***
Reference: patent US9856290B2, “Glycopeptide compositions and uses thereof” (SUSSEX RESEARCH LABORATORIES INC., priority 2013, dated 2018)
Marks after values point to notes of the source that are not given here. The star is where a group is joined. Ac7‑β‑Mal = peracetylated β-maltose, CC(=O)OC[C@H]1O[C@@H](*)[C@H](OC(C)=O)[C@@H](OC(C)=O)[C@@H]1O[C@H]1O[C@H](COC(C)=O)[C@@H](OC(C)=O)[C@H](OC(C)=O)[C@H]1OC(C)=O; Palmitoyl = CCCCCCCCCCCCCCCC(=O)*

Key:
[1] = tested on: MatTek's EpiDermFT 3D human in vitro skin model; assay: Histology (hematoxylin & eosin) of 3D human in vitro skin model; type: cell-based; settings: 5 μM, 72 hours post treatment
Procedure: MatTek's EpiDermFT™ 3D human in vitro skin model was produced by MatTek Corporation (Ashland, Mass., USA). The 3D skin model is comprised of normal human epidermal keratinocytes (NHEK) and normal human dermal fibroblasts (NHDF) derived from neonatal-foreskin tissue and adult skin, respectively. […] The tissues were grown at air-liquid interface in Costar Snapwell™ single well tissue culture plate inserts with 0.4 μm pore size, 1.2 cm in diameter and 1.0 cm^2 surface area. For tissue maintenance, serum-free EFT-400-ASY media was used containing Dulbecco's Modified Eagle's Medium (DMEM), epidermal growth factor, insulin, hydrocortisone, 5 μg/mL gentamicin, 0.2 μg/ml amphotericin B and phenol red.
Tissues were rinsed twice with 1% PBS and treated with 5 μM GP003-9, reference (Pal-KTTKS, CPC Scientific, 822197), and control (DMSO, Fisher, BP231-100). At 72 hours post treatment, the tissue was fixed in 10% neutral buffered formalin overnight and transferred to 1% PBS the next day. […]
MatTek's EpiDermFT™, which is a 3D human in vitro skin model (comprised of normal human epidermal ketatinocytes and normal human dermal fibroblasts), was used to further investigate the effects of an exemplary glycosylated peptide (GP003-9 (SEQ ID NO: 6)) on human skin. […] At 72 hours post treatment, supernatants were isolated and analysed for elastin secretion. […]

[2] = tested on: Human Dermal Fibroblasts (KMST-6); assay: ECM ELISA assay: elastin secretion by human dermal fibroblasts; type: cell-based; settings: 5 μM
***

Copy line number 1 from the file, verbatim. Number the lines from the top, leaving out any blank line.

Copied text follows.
Reference: patent US9856290B2, “Glycopeptide compositions and uses thereof” (SUSSEX RESEARCH LABORATORIES INC., priority 2013, dated 2018)